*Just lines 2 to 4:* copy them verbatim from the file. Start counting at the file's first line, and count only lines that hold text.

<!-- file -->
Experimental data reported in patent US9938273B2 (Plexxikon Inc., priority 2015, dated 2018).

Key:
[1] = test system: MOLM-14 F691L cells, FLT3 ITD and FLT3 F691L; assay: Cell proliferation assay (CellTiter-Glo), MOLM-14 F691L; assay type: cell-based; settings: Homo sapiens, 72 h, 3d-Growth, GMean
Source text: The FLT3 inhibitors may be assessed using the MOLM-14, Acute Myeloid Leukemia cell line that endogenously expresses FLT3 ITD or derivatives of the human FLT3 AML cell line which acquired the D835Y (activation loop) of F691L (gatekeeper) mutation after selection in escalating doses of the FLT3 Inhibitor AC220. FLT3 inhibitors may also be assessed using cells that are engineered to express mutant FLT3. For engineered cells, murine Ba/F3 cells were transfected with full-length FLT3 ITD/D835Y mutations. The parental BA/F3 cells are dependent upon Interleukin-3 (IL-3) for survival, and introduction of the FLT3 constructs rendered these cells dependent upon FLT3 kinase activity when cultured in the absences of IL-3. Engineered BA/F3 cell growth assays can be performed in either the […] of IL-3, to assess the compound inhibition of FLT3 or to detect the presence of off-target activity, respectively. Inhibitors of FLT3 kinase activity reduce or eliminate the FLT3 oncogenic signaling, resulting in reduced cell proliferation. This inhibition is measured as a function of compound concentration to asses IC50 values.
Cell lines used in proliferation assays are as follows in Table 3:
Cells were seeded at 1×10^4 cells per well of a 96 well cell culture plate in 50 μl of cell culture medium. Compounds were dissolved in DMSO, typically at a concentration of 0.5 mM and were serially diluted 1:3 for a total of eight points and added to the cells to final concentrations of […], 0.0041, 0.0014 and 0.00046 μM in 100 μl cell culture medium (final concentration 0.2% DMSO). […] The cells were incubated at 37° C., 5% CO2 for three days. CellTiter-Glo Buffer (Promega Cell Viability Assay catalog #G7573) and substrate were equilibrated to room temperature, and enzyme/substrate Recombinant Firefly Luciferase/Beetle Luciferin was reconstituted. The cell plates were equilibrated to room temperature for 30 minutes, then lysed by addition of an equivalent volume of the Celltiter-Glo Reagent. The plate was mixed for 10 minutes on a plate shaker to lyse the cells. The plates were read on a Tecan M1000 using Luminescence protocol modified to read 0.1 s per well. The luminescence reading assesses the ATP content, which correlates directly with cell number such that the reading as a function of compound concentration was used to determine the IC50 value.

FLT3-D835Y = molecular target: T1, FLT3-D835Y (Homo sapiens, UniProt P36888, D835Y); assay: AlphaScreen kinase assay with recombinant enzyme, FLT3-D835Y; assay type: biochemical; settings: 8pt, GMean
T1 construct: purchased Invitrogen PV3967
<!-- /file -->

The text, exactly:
Key:
[1] = test system: MOLM-14 F691L cells, FLT3 ITD and FLT3 F691L; assay: Cell proliferation assay (CellTiter-Glo), MOLM-14 F691L; assay type: cell-based; settings: Homo sapiens, 72 h, 3d-Growth, GMean
Source text: The FLT3 inhibitors may be assessed using the MOLM-14, Acute Myeloid Leukemia cell line that endogenously expresses FLT3 ITD or derivatives of the human FLT3 AML cell line which acquired the D835Y (activation loop) of F691L (gatekeeper) mutation after selection in escalating doses of the FLT3 Inhibitor AC220. FLT3 inhibitors may also be assessed using cells that are engineered to express mutant FLT3. For engineered cells, murine Ba/F3 cells were transfected with full-length FLT3 ITD/D835Y mutations. The parental BA/F3 cells are dependent upon Interleukin-3 (IL-3) for survival, and introduction of the FLT3 constructs rendered these cells dependent upon FLT3 kinase activity when cultured in the absences of IL-3. Engineered BA/F3 cell growth assays can be performed in either the […] of IL-3, to assess the compound inhibition of FLT3 or to detect the presence of off-target activity, respectively. Inhibitors of FLT3 kinase activity reduce or eliminate the FLT3 oncogenic signaling, resulting in reduced cell proliferation. This inhibition is measured as a function of compound concentration to asses IC50 values.